If the intercom feature is to be used the handset is lifted to close the switch (48) and the switch (86) is closed so that the circuit from the battery (84) through the coil (80) is completed. This causes the relay (60) to move to a position in which the contacts (62), (64) make with the conductors (74), (76) to connect the conductors (40) with the conductors (22), (24). When the switch (86) is released, the relay is held in the intercom position by the closed circuit provided by the switch (48). The DC voltage applied by the battery (84) is effective to hold the relay closed until the circuit is once again opened by opening of the cradle switch (48).
In order to signal the other telephones (38) on the circuit, the pushbutton (90) is depressed to complete the circuit from the battery (88) across the conductors (70), (72). This impresses a DC voltage onto the conductors (70), (72) which is also impressed on the corresponding conductors of the other circuits (50). Thus, the buzzer (92) in each of the intercom boxes (32) will sound. To connect the other handsets to the intercom, the respective handset is lifted to close the cradle switch (48) and the pushbutton (86) depressed so that the relay (60) connects the cable (40) to the conductors (22), (24). In this way conversation can be carried out amongst the handsets.
Upon replacement of a handset, the switch (48) is opened which breaks the circuit through the coil (80) and so causes the relay to revert to the position shown in FIG. 1 at which the conductors (40) are connected through conductors (56), (58) to the external conductors (12), (14).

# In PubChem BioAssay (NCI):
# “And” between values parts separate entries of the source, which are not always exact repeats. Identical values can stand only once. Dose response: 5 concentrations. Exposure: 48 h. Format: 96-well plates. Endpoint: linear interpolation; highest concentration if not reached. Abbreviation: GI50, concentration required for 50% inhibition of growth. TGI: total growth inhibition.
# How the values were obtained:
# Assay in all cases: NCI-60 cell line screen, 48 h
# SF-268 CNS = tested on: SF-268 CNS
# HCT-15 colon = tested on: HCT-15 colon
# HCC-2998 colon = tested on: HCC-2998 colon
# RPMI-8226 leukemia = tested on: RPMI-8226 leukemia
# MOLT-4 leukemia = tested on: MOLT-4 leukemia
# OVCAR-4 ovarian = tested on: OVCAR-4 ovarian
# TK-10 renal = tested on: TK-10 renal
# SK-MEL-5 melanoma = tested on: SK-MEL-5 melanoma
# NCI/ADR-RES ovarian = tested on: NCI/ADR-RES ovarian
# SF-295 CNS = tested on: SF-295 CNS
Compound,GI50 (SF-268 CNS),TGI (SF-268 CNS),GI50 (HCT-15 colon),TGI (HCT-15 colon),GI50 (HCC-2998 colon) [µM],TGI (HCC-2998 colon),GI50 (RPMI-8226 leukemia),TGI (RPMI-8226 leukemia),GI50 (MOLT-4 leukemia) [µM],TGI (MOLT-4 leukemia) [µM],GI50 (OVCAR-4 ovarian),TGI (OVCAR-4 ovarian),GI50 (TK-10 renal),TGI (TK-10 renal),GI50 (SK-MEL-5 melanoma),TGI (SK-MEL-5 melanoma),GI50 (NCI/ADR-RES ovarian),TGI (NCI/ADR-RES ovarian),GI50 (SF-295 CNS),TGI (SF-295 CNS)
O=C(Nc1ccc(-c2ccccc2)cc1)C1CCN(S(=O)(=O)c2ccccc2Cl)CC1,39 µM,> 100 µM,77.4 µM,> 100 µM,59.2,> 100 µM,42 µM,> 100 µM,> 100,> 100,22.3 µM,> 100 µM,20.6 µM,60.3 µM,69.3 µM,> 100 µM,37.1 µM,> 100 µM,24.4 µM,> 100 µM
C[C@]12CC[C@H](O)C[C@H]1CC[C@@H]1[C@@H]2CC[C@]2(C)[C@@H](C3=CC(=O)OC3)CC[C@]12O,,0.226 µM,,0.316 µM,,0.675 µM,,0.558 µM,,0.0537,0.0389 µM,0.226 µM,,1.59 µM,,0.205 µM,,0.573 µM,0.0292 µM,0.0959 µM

Thus, upon return of the handset (42) to the telephone, or indeed simple depression of the switch (48), the telephone system is returned to a condition in which it can be used in a conventional manner to receive incoming or make outgoing calls.
In the event that an incoming call is received and the call is to be transferred to another handset, the circuit provides for a ring signal to be generated in the other handsets whilst the external call is being received. This is because the capacitor (78) effectively isolates the signalling circuit from the relay operating circuit so that closing of the switch (90) will not operate the relay. Thus, with the handset (42) removed from the cradle to receive an external call, the push button (90) may be depressed to complete the circuit through the buzzer (92) in the other handsets and thereby attract the attention of another party. The provision of the capacitor (78) ensures that the depression of the button (90) will not activate the relay and interrupt the external call.
A number of advantages flow from the apparatus described in FIG. 1. Firstly, the circuit is always reconditioned to receive incoming calls upon completion of the use of the intercom. This is achieved by placing the relay hold circuit in series with the switch (48) with a second switch (86) in parallel. Moreover, as noted above, a signal can be generated on the other handsets even when the normal external call is being received. The signal used is a DC signal as opposed to an AC signal. This results in considerable simplification and at the same time does not interfere with the normal voice communications between adjacent handsets.